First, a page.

A clockwork laptop computer, demonstrated for the first time to Commonwealth ministers this week, could bring information technology to the remotest and poorest of homes and schools.
Trevor Baylis, inventor of the clockwork radio, showed how an Apple laptop could function without batteries. Using his radio as a generator, he was able to supply 16 minutes of power on the low-voltage Apple E-mate and the two companies are now working together to develop a clockwork computer.
He said: "We can now put a computer in every mud hut."
Edmund Marsden, of the British Council, described the experiment as exciting: "Once refined this technology could bring the benefits of computer technology to thousands in rural communities. It could have great implications for education."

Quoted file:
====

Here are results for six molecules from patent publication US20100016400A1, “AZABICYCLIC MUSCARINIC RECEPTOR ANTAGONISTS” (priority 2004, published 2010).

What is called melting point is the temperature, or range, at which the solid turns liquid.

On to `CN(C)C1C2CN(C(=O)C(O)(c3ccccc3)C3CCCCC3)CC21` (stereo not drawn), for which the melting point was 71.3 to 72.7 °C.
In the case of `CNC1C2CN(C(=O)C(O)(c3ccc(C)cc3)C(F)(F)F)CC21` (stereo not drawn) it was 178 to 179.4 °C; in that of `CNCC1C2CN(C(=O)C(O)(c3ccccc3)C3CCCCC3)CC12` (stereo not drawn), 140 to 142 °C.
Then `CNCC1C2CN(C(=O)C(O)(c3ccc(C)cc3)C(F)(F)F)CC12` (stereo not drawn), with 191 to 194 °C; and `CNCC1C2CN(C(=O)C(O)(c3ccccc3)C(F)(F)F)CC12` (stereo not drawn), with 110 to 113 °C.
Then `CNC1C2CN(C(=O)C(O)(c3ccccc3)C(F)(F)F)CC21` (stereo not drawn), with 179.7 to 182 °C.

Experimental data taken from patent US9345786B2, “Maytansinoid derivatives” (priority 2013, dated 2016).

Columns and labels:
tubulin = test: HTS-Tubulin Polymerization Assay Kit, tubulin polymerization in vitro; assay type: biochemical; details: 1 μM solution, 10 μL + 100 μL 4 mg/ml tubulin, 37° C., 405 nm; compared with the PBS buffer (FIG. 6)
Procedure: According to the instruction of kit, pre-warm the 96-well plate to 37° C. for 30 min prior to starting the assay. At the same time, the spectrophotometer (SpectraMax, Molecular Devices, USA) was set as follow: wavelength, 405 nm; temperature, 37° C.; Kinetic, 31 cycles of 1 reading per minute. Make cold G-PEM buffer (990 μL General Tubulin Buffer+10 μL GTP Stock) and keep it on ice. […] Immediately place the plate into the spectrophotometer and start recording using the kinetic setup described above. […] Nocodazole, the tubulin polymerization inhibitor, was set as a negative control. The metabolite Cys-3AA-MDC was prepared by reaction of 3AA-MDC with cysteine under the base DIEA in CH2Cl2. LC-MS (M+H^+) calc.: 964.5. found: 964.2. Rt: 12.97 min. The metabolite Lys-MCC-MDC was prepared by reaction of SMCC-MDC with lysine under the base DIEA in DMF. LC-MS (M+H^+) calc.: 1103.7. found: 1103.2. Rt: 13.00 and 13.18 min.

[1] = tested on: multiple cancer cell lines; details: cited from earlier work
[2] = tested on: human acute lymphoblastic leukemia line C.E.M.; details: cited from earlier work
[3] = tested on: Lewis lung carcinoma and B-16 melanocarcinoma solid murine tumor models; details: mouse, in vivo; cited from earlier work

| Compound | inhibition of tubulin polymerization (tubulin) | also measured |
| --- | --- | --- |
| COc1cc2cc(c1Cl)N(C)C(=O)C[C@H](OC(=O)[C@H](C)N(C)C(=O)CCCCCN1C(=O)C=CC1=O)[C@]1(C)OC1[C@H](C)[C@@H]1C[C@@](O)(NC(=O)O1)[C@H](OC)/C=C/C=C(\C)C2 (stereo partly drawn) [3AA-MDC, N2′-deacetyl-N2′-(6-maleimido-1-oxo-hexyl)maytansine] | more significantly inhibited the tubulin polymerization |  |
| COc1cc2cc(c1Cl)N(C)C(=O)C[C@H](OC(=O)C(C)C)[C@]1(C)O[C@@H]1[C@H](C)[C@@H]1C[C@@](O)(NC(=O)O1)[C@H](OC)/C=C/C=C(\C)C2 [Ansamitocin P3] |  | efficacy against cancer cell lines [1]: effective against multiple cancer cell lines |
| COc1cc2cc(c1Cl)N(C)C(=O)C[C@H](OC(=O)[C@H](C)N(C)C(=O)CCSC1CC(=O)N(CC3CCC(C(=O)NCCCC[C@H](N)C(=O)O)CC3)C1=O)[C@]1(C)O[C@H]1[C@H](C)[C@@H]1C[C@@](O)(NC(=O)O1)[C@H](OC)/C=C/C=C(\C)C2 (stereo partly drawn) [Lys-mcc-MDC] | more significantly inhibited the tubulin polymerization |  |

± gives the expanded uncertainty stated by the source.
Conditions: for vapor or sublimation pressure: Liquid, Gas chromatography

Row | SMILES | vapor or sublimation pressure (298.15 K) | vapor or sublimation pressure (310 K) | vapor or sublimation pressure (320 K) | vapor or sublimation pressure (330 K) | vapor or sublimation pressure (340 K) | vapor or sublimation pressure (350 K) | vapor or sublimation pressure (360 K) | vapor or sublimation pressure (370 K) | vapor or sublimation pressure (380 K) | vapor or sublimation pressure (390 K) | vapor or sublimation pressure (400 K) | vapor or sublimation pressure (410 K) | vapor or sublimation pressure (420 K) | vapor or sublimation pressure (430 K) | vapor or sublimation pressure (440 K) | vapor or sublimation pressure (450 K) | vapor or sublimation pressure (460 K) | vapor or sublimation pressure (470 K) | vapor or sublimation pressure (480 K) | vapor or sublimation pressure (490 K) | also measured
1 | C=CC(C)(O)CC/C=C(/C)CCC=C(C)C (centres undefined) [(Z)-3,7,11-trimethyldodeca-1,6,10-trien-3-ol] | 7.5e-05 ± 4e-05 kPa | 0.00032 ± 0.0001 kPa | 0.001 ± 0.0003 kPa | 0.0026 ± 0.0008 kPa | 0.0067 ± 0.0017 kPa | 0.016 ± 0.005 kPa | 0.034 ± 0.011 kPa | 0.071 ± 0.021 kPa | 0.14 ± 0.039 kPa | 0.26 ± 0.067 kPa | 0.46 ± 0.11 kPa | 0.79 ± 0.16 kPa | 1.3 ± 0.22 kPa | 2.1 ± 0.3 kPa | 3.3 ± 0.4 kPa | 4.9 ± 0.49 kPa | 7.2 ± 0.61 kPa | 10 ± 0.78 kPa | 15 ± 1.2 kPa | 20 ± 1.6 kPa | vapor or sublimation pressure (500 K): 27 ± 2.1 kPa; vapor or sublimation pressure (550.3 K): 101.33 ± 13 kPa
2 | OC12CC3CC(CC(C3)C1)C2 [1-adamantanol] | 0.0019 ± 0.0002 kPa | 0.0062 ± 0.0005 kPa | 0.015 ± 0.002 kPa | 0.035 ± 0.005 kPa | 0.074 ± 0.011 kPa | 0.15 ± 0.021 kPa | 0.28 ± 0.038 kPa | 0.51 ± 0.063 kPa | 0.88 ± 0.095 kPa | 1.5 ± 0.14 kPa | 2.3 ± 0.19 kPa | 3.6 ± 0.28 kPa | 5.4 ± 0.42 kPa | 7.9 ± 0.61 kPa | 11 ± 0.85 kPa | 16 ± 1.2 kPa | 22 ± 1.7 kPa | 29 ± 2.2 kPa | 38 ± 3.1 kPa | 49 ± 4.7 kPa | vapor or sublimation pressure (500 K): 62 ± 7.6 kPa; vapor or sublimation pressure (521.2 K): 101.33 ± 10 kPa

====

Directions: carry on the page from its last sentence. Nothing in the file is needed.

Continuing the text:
The demonstration took place during the 13th Commonwealth education ministers' meeting in Botswana. The theme was the effect of new technologies on education.
The presence there of Baroness Blackstone, education minister in the Lords, signalled an improvement in relations with the Commonwealth which had becomestrained under Margaret Thatcher The minister announced a contribution of Pounds 350,000 for the Commonwealth's distance-learning project.